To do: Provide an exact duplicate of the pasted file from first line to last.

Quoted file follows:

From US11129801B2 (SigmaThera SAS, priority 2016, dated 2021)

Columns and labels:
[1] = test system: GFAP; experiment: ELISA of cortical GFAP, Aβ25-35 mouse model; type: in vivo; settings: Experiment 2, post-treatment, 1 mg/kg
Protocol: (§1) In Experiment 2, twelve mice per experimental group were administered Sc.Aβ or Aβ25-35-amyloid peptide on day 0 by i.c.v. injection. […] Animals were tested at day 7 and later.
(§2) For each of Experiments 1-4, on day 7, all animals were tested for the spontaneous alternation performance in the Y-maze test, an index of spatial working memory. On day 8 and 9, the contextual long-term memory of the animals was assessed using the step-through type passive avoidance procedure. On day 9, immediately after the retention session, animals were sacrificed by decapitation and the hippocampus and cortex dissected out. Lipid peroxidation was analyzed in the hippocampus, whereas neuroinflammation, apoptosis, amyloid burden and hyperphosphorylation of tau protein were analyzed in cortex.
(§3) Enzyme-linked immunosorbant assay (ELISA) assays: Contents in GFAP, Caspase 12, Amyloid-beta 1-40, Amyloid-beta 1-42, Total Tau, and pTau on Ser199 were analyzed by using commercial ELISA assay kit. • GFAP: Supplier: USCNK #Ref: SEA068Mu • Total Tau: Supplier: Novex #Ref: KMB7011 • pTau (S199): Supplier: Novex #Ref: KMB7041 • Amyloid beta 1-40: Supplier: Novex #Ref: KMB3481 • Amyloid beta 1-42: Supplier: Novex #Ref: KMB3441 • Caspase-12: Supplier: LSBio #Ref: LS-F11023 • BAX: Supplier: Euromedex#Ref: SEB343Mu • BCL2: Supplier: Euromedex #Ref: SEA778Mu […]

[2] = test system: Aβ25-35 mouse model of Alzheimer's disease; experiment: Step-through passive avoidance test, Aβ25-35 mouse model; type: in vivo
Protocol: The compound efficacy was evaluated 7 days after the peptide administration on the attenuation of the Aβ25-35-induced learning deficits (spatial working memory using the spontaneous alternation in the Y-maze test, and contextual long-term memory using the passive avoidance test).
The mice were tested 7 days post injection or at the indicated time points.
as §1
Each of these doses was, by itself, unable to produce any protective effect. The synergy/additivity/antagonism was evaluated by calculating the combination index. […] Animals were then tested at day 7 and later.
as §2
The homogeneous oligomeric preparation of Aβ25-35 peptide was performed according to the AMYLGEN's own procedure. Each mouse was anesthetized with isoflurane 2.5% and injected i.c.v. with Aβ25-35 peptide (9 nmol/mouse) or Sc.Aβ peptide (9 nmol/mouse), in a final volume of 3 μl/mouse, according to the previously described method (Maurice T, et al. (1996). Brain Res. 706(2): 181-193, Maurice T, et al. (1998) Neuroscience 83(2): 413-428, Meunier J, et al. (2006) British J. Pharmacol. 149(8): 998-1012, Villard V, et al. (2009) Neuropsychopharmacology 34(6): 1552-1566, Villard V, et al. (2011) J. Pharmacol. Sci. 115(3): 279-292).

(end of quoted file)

From US11129801B2 (SigmaThera SAS, priority 2016, dated 2021)

Columns and labels:
[1] = test system: GFAP; experiment: ELISA of cortical GFAP, Aβ25-35 mouse model; type: in vivo; settings: Experiment 2, post-treatment, 1 mg/kg
Protocol: (§1) In Experiment 2, twelve mice per experimental group were administered Sc.Aβ or Aβ25-35-amyloid peptide on day 0 by i.c.v. injection. […] Animals were tested at day 7 and later.
(§2) For each of Experiments 1-4, on day 7, all animals were tested for the spontaneous alternation performance in the Y-maze test, an index of spatial working memory. On day 8 and 9, the contextual long-term memory of the animals was assessed using the step-through type passive avoidance procedure. On day 9, immediately after the retention session, animals were sacrificed by decapitation and the hippocampus and cortex dissected out. Lipid peroxidation was analyzed in the hippocampus, whereas neuroinflammation, apoptosis, amyloid burden and hyperphosphorylation of tau protein were analyzed in cortex.
(§3) Enzyme-linked immunosorbant assay (ELISA) assays: Contents in GFAP, Caspase 12, Amyloid-beta 1-40, Amyloid-beta 1-42, Total Tau, and pTau on Ser199 were analyzed by using commercial ELISA assay kit. • GFAP: Supplier: USCNK #Ref: SEA068Mu • Total Tau: Supplier: Novex #Ref: KMB7011 • pTau (S199): Supplier: Novex #Ref: KMB7041 • Amyloid beta 1-40: Supplier: Novex #Ref: KMB3481 • Amyloid beta 1-42: Supplier: Novex #Ref: KMB3441 • Caspase-12: Supplier: LSBio #Ref: LS-F11023 • BAX: Supplier: Euromedex#Ref: SEB343Mu • BCL2: Supplier: Euromedex #Ref: SEA778Mu […]

[2] = test system: Aβ25-35 mouse model of Alzheimer's disease; experiment: Step-through passive avoidance test, Aβ25-35 mouse model; type: in vivo
Protocol: The compound efficacy was evaluated 7 days after the peptide administration on the attenuation of the Aβ25-35-induced learning deficits (spatial working memory using the spontaneous alternation in the Y-maze test, and contextual long-term memory using the passive avoidance test).
The mice were tested 7 days post injection or at the indicated time points.
as §1
Each of these doses was, by itself, unable to produce any protective effect. The synergy/additivity/antagonism was evaluated by calculating the combination index. […] Animals were then tested at day 7 and later.
as §2
The homogeneous oligomeric preparation of Aβ25-35 peptide was performed according to the AMYLGEN's own procedure. Each mouse was anesthetized with isoflurane 2.5% and injected i.c.v. with Aβ25-35 peptide (9 nmol/mouse) or Sc.Aβ peptide (9 nmol/mouse), in a final volume of 3 μl/mouse, according to the previously described method (Maurice T, et al. (1996). Brain Res. 706(2): 181-193, Maurice T, et al. (1998) Neuroscience 83(2): 413-428, Meunier J, et al. (2006) British J. Pharmacol. 149(8): 998-1012, Villard V, et al. (2009) Neuropsychopharmacology 34(6): 1552-1566, Villard V, et al. (2011) J. Pharmacol. Sci. 115(3): 279-292).